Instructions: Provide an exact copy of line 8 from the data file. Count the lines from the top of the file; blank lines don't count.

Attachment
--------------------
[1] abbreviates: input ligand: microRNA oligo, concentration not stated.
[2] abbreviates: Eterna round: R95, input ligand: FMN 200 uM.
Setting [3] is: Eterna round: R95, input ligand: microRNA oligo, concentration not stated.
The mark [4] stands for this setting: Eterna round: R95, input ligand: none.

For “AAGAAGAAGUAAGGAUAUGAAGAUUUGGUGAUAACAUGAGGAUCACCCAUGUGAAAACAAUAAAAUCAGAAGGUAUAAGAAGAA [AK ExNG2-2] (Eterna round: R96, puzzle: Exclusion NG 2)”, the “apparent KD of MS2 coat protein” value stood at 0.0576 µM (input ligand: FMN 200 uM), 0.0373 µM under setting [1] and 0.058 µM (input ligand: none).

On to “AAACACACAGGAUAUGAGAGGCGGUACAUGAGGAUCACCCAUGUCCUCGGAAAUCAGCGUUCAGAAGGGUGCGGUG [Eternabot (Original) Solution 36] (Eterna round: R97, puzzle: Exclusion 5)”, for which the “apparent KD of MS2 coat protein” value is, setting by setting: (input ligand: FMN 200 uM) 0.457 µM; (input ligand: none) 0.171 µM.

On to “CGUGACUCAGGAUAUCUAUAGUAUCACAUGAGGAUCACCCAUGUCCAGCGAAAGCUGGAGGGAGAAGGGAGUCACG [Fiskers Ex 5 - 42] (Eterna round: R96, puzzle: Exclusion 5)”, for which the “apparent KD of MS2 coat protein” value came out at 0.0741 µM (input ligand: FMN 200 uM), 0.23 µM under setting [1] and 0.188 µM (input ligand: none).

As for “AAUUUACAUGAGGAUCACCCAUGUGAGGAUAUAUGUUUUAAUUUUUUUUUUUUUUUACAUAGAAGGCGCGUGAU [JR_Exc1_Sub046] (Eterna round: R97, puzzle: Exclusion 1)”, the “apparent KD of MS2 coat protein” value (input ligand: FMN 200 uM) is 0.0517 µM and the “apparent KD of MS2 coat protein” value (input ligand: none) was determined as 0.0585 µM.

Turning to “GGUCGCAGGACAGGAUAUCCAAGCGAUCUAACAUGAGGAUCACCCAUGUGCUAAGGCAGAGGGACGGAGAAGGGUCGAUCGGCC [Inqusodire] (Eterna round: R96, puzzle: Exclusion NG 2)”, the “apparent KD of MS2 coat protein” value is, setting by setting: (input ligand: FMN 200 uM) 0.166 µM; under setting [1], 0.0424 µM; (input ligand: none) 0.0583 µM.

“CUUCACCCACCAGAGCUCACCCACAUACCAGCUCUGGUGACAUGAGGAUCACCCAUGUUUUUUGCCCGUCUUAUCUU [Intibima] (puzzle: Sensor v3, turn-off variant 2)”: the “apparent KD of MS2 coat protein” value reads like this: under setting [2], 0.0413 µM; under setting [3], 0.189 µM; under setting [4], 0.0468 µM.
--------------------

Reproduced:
As for “AAUUUACAUGAGGAUCACCCAUGUGAGGAUAUAUGUUUUAAUUUUUUUUUUUUUUUACAUAGAAGGCGCGUGAU [JR_Exc1_Sub046] (Eterna round: R97, puzzle: Exclusion 1)”, the “apparent KD of MS2 coat protein” value (input ligand: FMN 200 uM) is 0.0517 µM and the “apparent KD of MS2 coat protein” value (input ligand: none) was determined as 0.0585 µM.